He, J., Fu, X., Zhang, M. et al. Transposable elements are regulated by context-specific patterns of chromatin marks in mouse embryonic stem cells. Nat Commun 10, 34 (2019). https://doi.org/10.1038/s41467-018-08006-y
The majority of mammalian genomes are devoted to transposable elements (TEs). Whilst TEs are increasingly recognized for their important biological functions, they are a potential danger to genomic stability and are carefully regulated by the epigenetic system. However, the full complexity of this regulatory system is not understood. Here, using mouse embryonic stem cells, we show that TEs are suppressed by heterochromatic marks like H3K9me3, and are also labelled by all major types of chromatin modification in complex patterns, including bivalent activatory and repressive marks. We identified 29 epigenetic modifiers that significantly deregulated at least one type of TE. The loss of Setdb1, Ncor2, Rnf2, Kat5, Prmt5, Uhrf1, and Rrp8 caused widespread changes in TE expression and chromatin accessibility. These effects were context-specific, with different chromatin modifiers regulating the expression and chromatin accessibility of specific subsets of TEs. Our work reveals the complex patterns of epigenetic regulation of TEs.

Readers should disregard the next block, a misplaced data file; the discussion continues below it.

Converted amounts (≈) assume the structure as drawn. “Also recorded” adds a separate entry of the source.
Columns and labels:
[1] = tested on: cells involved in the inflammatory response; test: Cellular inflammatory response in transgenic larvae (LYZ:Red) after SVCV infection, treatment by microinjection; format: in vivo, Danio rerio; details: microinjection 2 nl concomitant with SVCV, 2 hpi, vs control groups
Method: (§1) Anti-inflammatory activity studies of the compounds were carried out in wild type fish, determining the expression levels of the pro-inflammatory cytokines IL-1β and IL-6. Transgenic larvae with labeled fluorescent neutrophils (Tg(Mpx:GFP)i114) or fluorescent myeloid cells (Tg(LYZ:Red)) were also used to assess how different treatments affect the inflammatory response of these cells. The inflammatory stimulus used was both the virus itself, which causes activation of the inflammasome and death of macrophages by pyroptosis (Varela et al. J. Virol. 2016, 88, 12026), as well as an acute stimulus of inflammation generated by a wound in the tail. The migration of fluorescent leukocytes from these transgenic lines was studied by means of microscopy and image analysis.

This work was supported by the National Natural Science Foundation of China (31801217, 31850410463, 31850410486, 31671537, 31501185), Shenzhen Peacock plan, the Shenzhen Science and Technology Innovation Committee general program (JCYJ20170307110638890), and the Science and Technology Planning Project of Guangdong Province (2017B030314056).